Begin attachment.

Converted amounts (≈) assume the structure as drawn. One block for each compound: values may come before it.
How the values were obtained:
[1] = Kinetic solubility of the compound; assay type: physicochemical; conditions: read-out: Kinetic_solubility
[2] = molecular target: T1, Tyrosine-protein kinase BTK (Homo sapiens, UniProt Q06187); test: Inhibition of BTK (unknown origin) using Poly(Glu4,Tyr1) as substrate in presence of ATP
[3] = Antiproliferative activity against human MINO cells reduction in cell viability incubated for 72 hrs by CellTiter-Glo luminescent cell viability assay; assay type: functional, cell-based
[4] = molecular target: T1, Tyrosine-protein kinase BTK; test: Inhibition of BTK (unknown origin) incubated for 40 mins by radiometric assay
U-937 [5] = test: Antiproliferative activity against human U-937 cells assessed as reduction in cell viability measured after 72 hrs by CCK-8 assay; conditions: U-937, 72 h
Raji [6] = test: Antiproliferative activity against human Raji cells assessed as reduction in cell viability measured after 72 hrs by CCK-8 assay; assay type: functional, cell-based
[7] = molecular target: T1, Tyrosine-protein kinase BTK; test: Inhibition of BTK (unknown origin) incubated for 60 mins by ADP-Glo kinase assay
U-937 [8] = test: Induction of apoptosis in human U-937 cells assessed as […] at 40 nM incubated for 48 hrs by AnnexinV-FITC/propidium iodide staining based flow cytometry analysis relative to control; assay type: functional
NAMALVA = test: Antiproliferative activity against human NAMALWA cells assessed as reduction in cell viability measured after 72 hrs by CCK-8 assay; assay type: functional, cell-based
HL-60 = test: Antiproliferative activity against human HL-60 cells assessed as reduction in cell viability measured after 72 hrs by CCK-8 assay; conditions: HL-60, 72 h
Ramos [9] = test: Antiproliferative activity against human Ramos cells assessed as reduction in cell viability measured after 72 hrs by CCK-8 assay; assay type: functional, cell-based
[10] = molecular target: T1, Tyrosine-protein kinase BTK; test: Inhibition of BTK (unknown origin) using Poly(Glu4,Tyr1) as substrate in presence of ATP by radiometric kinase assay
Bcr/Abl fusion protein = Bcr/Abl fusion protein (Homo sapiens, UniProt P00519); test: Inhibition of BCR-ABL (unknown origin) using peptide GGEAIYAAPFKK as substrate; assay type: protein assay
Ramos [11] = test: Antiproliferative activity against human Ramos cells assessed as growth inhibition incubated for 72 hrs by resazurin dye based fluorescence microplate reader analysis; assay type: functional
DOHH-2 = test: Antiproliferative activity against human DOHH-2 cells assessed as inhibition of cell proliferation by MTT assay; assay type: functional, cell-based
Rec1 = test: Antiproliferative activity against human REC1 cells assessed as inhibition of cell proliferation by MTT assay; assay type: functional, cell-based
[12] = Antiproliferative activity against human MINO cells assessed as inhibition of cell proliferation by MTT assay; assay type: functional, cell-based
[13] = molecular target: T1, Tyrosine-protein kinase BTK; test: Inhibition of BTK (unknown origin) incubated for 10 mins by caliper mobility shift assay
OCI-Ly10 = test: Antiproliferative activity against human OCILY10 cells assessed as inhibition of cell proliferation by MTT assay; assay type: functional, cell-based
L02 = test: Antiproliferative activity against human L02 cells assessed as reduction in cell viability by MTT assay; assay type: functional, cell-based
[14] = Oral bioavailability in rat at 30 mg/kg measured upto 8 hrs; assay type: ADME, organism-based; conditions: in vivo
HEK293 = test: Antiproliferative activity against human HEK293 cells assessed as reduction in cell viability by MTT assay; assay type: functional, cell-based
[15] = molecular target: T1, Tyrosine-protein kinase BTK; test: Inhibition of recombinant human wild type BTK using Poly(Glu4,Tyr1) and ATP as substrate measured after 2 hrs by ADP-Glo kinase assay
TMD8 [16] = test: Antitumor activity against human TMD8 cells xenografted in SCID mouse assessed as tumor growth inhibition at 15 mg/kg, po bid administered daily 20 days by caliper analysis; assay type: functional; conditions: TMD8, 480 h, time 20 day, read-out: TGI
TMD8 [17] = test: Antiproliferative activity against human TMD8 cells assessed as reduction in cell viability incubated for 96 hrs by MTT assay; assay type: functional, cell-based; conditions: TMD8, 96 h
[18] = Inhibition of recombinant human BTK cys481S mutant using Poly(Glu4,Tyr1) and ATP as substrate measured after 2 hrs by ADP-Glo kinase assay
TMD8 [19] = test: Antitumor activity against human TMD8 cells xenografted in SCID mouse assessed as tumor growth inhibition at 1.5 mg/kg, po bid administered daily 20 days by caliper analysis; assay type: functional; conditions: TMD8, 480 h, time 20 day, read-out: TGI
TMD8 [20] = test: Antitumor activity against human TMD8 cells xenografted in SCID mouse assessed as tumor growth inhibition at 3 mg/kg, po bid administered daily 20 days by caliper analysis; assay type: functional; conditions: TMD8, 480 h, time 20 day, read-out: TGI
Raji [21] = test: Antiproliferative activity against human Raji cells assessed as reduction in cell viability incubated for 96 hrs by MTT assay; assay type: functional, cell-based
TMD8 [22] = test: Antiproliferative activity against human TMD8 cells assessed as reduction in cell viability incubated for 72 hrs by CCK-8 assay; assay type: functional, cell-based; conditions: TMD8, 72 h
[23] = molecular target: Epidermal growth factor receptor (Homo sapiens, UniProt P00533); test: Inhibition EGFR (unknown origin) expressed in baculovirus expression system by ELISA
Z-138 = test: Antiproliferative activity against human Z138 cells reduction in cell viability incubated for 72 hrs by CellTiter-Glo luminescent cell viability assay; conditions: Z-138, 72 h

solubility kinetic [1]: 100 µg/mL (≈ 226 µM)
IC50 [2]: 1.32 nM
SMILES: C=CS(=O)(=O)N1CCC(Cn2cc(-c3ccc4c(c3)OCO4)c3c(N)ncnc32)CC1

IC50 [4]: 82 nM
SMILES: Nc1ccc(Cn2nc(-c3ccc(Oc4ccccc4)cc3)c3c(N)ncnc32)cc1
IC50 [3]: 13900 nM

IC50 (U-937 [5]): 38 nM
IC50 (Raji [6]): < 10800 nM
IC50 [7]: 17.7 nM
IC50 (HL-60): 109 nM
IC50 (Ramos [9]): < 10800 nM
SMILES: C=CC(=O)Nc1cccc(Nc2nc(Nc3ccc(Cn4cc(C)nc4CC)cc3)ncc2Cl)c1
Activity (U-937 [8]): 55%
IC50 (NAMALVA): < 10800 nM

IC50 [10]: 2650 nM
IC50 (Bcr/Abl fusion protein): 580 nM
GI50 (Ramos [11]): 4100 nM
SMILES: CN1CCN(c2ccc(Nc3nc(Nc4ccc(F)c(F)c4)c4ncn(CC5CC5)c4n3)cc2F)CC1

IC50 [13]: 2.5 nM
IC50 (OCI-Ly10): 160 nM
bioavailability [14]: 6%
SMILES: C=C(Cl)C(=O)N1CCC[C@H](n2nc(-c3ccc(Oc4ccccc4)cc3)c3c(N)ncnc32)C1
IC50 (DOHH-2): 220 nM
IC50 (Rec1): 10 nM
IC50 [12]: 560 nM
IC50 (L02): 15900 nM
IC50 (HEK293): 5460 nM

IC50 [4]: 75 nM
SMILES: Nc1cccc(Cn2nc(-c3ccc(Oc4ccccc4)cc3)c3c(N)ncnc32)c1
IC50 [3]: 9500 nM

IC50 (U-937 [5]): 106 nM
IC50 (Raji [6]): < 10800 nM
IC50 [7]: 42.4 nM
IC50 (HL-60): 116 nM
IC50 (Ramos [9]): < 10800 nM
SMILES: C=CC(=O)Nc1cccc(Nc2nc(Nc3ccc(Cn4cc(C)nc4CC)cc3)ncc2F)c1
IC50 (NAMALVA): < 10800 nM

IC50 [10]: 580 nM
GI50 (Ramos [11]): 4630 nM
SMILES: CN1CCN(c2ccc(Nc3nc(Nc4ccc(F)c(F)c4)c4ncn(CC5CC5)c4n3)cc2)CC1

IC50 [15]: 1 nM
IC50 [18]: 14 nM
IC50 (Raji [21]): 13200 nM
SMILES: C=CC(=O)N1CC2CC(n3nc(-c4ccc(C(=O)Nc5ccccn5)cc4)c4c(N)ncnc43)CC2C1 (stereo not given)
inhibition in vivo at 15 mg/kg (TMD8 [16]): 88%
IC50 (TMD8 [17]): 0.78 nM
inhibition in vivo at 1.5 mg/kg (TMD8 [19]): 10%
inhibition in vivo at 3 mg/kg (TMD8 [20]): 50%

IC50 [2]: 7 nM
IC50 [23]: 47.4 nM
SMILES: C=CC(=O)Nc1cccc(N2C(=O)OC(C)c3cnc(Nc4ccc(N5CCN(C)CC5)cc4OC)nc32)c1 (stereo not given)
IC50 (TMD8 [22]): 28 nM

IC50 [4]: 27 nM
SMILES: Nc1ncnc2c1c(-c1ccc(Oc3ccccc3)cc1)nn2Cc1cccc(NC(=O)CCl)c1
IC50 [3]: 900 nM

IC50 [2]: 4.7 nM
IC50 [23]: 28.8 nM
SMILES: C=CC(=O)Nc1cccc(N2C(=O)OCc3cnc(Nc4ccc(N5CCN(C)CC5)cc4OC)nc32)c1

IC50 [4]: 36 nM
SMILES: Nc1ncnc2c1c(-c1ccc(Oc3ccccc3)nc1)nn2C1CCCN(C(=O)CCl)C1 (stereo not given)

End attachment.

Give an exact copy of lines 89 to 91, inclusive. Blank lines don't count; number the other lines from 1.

IC50 [3]: 900 nM

IC50 [2]: 4.7 nM
IC50 [23]: 28.8 nM